Connect the sewer hose to the RV tank outlet. Most people have a clear 90-degree elbow, as well, that they place at the sewer ground opening. The connection should be solid, else secure/weigh down the hose connector with a rock to avoid spills. Some RV parks also have a heavier metal lid to secure the connection and to close the sewer hole when not in use.

Once the sewer hose is attached to the ground sewer opening, you can open the gray/black tank valve to empty the tank.

The rule of thumb is: BLACK BEFORE GRAY.

Be patient as the tank emptying can take a bit. If needed, backwash/flush the tank. Once there is minimal flow, close the tank. Add some water either via hose setup, with a bucket into the toilet or by flushing the toilet several times. Add RV toilet treatment, if desired.

How Long Does It Take For A Black Tank To Fill Up?

The black tank usually lasts anywhere from 2 days to almost a week, depending on capacity, usage and number of occupants. You should empty your black tank every 3-5 days, or when it is ⅔-¾ full.

While every new RV comes with amazing RV sensors that are supposed to indicate how full each tank is, most RVers agree that the sensors stop working fairly quickly and it can be nearly impossible to get them to work again, even when backwashing/flushing the black tank.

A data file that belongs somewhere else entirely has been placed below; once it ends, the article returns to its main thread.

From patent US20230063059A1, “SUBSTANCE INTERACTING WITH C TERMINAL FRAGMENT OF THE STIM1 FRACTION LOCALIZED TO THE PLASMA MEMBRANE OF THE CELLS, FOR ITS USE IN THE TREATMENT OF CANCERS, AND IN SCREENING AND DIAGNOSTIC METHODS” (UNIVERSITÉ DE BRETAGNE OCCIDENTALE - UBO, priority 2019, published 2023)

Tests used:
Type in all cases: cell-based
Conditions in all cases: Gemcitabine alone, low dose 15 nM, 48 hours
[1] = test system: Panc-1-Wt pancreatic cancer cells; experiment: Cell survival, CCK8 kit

The reason for this is that any waste or TP etc can get stuck on the sensor at some point in time, giving a false positive reading.

You do not ever want to overfill your black tank, as it is one of the most unpleasant things that can happen to you as an RVer. Human waste will find a path of least resistance to flow out, usually out of a toilet, but sometimes onto the RV flooring. However, in worst case scenarios, it can actually damage your black tank, causing costly repairs and nasty cleanups.

Where To Dump Your Black Tank

There are many places where you can safely dump your waste. When at home or at a residential area, you can dump your waste into your sewer (there should be a sewer cleanout port to connect to). If you are moochdocking at someone’s place, make sure to check with them first to OK.

When boondocking without hookups, you can either use a “honey wagon”, which is a portable black tank that you can haul to a dump station to empty, or you can locate a gas station or RV park with a dump station. Apps like Campendium or Sanidumps can help you locate a dumps station near you.